To that end, the court agreed that future DeVita clauses must be reasonable and based on the best interest of the child. In addition, the judge decided the parents may introduce new partners to the child after six months, and those partners may start spending the night after a year.
If you are in a similar situation and are unsure what to do, speak with a family therapist, who can help you decide (based on your unique situation) the most appropriate way introduce a new partner into the children’s lives and lessen the amount of fear, discomfort, and uncertainty the child may experience
A Dangerous Mix: Dating and Parental Alienation Allegations in Toms River, NJ
Even in the most amicable divorces, co-parenting relationships can be stressful and cause parents to behave irrationally, resulting in high-conflict custody situations or parental alienation. Parental alienation is any action (or inaction) intentionally or unintentionally taken by one parent which results in their children harboring negative feelings towards their other parent. Many former or soon to be ex-spouses, may have struggled to cope with physical versus legal custody matters. Though some parents may intentionally try to sabotage their child’s relationship with the other parent, others may not even realize that what they are doing is considered parental alienation when they speak negatively about the new love interest(s) of their ex-spouse. New Jersey family courts frown heavily upon parental alienation, and legal action such as a child custody modification may become necessary in order to make sure the child’s best interests are met.
Is Dating in During my Divorce Considered Adultery in Ocean County, NJ?
When a party begins a divorce action, the marriage is considered “dead.” Starting over can do wonders for your mental health and sense of self-worth. Since divorce can be a long process, it comes as no surprise that some people may start moving on before or during the divorce. By embracing positivity one can set the scene for an amicable divorce and rational decision-making process.
Though technically, getting a bite to eat or seeing a movie isn’t considered adultery, even if the participants have more than friendship on their minds, most dating experts and experienced family lawyers recommend waiting until your divorce is finalized before your begin pursuing new romantic interests. Some people might think that adultery is only committed when sexual contact is made between a married individual and someone who is not their spouse, not really considering non-consummated “affairs of the heart” can be just as emotionally damaging to the trust and longevity of a relationship.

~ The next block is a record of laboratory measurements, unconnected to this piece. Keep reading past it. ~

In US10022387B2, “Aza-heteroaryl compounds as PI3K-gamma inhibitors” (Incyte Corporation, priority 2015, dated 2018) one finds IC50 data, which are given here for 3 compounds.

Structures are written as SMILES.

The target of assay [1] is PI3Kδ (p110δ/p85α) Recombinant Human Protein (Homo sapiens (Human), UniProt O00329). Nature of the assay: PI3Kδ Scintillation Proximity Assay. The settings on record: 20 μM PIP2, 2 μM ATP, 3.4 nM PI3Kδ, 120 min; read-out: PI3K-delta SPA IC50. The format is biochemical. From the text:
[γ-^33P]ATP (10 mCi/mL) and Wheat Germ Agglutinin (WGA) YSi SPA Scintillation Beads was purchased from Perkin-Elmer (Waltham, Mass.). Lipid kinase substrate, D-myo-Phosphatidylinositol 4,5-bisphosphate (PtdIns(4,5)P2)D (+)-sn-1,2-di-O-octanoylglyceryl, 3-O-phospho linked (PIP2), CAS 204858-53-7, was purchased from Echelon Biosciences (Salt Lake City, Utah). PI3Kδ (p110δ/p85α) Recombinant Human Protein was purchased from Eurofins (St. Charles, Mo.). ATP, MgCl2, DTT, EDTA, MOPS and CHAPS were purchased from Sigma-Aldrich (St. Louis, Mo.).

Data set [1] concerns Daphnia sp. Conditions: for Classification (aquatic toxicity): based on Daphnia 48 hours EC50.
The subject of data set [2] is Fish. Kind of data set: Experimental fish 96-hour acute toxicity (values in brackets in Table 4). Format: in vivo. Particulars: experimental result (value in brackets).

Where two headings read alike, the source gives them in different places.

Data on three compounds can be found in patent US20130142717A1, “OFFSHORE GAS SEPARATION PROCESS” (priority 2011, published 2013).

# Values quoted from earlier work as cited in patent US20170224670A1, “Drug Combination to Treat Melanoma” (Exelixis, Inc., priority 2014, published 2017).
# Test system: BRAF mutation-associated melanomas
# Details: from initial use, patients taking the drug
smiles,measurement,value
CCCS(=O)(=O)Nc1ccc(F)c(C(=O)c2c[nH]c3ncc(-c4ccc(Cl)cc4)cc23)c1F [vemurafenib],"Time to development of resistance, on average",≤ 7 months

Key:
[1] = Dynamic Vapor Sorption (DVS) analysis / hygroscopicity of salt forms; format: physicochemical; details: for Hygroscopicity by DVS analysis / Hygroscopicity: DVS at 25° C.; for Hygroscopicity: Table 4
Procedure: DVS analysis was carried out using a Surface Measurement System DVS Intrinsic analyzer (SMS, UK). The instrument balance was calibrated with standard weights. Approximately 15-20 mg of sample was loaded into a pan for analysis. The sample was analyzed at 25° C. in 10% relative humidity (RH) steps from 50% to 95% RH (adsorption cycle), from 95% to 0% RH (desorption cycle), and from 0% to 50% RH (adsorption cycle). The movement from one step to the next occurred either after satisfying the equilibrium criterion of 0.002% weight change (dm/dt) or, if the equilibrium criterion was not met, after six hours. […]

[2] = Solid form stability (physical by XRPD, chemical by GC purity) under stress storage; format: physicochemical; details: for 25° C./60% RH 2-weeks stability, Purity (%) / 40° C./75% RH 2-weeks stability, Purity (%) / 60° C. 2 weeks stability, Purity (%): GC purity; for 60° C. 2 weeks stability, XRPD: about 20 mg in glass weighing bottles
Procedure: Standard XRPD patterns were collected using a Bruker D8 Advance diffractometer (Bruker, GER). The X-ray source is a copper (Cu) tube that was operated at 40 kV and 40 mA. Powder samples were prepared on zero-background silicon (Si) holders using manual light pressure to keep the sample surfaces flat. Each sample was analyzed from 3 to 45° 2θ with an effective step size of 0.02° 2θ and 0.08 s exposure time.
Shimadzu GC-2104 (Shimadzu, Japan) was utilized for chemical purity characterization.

What Financial Impact Could Dating or Adultery Have on my Brick, NJ Alimony or Spousal Support?
One should not underestimate the effect dating might have on the other party’s emotional state; which can impact that person’s decision making in the divorce process and cause them to take unreasonable positions regarding alimony and spousal support because they are angry or upset.
Adultery, in general, does not increase the amount of spousal support one might receive. Since New Jersey is a no-fault divorce state, if one spouse alleges adultery, the name of the new significant other needs to be included in the divorce pleadings. In addition, if the cheating had a detrimental financial impact on the marriage (i.e., lavish spending or gift giving) or personal property was somehow dissipated for the benefit of the extra-marital relationship, it may be possible for the court to take that into account.
You may lose your alimony if you are cohabiting with a partner in a marital-type relationship. Accordingly, you need to remain cognizant of how living with your new partner may affect the amount of alimony you receive in divorce or whether your ex-spouse can make an application to terminate alimony based on your cohabitation after divorce. It is important to note that this is a one-sided consequence. If you are paying alimony, feel free to date to your heart’s content – it won’t affect your obligation to pay your ex-spouse alimony.
Contact Us At Our Brick Or Sea Girt Office Locations
At the Toms River, NJ law office of Peter J. Bronzino, we understand how important your children are to you, and we are ready to work with you to pursue a co-parent or child custody arrangement that works for you and your children.